Decline of wildlife on Knottingley canal is 'an environmental disaster waiting to happen', fisherman warns

A local beauty spot more than 30 years in the making could be destroyed in a ‘matter of weeks’, it has been claimed, thanks to the reintroduction of barges on the district’s canals.

Wednesday, 2nd December 2020, 4:45 pm

The barges, which are being used to transport freight along canals in Knottingley, are generally considered as an eco-friendly way of transporting cargo, making use of existing waterways as an alternative to lorries and freight trains.

But a group of fishermen in Knottingley say the barges are causing untold damage to the local ecosystem, and want measures to be put into place to protect wildlife.

Brian Cunningham, who fishes on the canal in the town, said he had come across dozens of dead fish in the river since the barges began passing through, many of which appear to have been damaged and torn apart by the boats.

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A local beauty spot more than 30 years in the making could be destroyed in a ‘matter of weeks’, it has been claimed, thanks to the reintroduction of barges on the district’s canals. Knottingley's canal is pictured in 2017.

He said: “It’s an environmental disaster waiting to happen.

“Anglers are the eyes of the waterway, and there are fish showing up dead in front of us.

“Since the advent of these new green barges everybody is saying how good it is, how it’s brilliant. But it’s killing the fish.

“The canal is an absolute natural goldmine, with kingfishers, otters and herons. It’s a jewel in the crown of Knottingley.

Avid fisherman Brian Cunningham claims that a new type of barge is resulting in the deaths of hundreds of fish in the canal in Knottingley. Picture Scott Merrylees

“But the fish are the beating heart of the food chain and if they all die so will everything else.”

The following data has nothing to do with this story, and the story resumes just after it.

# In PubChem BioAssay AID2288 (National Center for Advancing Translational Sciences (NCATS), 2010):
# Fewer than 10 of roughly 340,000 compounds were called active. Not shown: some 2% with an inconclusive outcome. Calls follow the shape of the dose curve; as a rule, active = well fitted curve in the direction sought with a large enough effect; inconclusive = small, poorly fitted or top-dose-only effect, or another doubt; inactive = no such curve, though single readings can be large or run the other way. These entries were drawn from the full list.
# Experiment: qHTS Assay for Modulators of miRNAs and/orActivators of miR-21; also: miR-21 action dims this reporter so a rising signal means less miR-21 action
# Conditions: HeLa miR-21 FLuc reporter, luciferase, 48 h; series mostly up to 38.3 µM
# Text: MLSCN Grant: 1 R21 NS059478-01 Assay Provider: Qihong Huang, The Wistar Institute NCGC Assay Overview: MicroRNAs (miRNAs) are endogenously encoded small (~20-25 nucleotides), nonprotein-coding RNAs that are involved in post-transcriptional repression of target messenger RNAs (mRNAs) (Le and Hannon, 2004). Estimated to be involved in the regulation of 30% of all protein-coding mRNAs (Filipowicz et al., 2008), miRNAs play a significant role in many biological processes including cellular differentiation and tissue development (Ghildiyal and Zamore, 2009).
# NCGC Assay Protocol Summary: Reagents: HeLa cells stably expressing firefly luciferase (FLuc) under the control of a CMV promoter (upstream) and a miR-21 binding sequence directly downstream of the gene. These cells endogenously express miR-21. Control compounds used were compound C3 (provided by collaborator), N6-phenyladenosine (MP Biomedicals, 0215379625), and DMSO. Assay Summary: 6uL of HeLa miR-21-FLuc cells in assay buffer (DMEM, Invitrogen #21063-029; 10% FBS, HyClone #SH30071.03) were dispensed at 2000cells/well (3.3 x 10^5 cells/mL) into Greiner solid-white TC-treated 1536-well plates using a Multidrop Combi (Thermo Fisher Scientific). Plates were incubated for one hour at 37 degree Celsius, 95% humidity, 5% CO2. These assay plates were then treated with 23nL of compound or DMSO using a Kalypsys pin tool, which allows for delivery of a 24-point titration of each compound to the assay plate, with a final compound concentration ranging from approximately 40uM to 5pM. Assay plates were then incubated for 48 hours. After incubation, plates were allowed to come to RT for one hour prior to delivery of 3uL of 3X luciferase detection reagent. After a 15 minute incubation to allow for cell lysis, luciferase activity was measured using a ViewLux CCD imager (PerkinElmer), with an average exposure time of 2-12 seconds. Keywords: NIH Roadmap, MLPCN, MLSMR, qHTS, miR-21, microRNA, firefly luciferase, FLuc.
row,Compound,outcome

A spokesperson for the Canal and River Trust, which is responsible for managing the waterways, said they were aware of reports of dead fish in the area, and would be taking “preventative steps” to avoid any further damage.

A retired house builder, Brian says it has taken decades for the local ecosystem to recover from contaminants from the area’s mining heritage.

He wants new measures to be implemented with immediate effect.

He said: “I grew up in Knottingley, when the canals and rivers were black and toxic.

“It’s taken us 31 years to get it this way and it’s going to be destroyed in a matter of weeks.

“The barges have got a massive section of water coming in and then spitting it back out. We think it’s sucking the fish in and blowing them out and killing them.

“The canals were made for the barges. We don’t dispute that. But it has to go hand in hand with the environment.”

A spokesperson for the Canal and River Trust said: “Our fisheries and angling team has recorded a small number of dead fish in recent days, particularly around the Ferrybridge and Knottingley area.

“Our ecology, fisheries and angling teams are working together to find any preventative steps that can be taken to protect fish along this stretch of the waterway.

“We are also working with the Environment Agency and boat operators.

“Canal & River Trust takes all reports of harm to wildlife seriously on our waters, and we welcome any additional evidence from the public to aid our investigation.”

The Canal and River Trust can be contacted at [email protected] or on 0303 040 4040.